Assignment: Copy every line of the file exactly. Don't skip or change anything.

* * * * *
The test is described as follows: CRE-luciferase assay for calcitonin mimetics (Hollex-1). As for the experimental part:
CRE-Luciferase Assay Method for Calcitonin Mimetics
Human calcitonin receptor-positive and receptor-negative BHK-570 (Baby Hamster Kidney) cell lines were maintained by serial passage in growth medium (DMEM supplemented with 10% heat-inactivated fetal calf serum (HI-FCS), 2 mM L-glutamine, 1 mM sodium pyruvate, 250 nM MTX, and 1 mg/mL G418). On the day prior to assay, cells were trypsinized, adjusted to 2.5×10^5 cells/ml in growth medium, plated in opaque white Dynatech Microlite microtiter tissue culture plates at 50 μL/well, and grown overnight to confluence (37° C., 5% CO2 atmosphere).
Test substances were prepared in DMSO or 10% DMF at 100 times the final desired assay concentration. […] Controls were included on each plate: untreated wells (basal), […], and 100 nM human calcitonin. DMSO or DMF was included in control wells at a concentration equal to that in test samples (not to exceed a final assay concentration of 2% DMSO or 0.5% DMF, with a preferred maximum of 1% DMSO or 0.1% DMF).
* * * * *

The test is described as follows: CRE-luciferase assay for calcitonin mimetics (Hollex-1). As for the experimental part:
CRE-Luciferase Assay Method for Calcitonin Mimetics
Human calcitonin receptor-positive and receptor-negative BHK-570 (Baby Hamster Kidney) cell lines were maintained by serial passage in growth medium (DMEM supplemented with 10% heat-inactivated fetal calf serum (HI-FCS), 2 mM L-glutamine, 1 mM sodium pyruvate, 250 nM MTX, and 1 mg/mL G418). On the day prior to assay, cells were trypsinized, adjusted to 2.5×10^5 cells/ml in growth medium, plated in opaque white Dynatech Microlite microtiter tissue culture plates at 50 μL/well, and grown overnight to confluence (37° C., 5% CO2 atmosphere).
Test substances were prepared in DMSO or 10% DMF at 100 times the final desired assay concentration. […] Controls were included on each plate: untreated wells (basal), […], and 100 nM human calcitonin. DMSO or DMF was included in control wells at a concentration equal to that in test samples (not to exceed a final assay concentration of 2% DMSO or 0.5% DMF, with a preferred maximum of 1% DMSO or 0.1% DMF).